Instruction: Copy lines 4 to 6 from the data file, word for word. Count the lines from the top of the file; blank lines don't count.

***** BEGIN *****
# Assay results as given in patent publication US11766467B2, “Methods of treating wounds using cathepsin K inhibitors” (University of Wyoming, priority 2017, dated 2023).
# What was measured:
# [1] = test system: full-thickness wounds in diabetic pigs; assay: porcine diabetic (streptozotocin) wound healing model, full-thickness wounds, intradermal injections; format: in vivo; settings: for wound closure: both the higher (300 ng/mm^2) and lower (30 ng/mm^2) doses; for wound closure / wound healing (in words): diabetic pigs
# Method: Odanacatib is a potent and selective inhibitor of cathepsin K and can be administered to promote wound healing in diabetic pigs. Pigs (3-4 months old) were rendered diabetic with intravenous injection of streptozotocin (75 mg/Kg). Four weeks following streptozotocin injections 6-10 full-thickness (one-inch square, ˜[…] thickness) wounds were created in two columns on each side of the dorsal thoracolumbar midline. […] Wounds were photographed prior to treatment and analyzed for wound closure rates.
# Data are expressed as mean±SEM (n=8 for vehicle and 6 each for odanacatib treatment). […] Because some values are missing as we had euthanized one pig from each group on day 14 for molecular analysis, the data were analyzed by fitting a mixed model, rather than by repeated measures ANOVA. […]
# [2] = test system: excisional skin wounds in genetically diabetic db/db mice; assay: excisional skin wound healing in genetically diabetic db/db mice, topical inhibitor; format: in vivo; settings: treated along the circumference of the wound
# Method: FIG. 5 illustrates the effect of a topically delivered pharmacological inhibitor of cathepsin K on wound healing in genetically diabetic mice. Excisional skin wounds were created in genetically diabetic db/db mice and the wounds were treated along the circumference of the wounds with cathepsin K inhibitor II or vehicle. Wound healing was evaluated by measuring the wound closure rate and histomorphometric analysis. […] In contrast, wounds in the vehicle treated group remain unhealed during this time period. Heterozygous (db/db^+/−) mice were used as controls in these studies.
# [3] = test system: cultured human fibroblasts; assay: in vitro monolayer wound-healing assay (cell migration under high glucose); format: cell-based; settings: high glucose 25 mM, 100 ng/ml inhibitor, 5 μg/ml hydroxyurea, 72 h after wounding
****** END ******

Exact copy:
# Method: Odanacatib is a potent and selective inhibitor of cathepsin K and can be administered to promote wound healing in diabetic pigs. Pigs (3-4 months old) were rendered diabetic with intravenous injection of streptozotocin (75 mg/Kg). Four weeks following streptozotocin injections 6-10 full-thickness (one-inch square, ˜[…] thickness) wounds were created in two columns on each side of the dorsal thoracolumbar midline. […] Wounds were photographed prior to treatment and analyzed for wound closure rates.
# Data are expressed as mean±SEM (n=8 for vehicle and 6 each for odanacatib treatment). […] Because some values are missing as we had euthanized one pig from each group on day 14 for molecular analysis, the data were analyzed by fitting a mixed model, rather than by repeated measures ANOVA. […]
# [2] = test system: excisional skin wounds in genetically diabetic db/db mice; assay: excisional skin wound healing in genetically diabetic db/db mice, topical inhibitor; format: in vivo; settings: treated along the circumference of the wound